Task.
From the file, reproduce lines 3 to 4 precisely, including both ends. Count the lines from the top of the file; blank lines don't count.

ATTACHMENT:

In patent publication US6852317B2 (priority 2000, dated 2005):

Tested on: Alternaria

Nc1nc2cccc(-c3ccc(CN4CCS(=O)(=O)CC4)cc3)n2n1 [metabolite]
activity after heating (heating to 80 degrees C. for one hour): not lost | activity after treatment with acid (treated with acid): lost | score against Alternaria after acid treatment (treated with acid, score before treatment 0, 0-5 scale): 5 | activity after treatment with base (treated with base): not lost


Nc1nc2cccc(-c3ccc(CN4CCS(=O)(=O)CC4)cc3)n2n1 [metabolite]
activity after heating (heating to 80 degrees C. for one hour): not lost | activity after treatment with acid (treated with acid): lost | score against Alternaria after acid treatment (treated with acid, score before treatment 0, 0-5 scale): 5 | activity after treatment with base (treated with base): not lost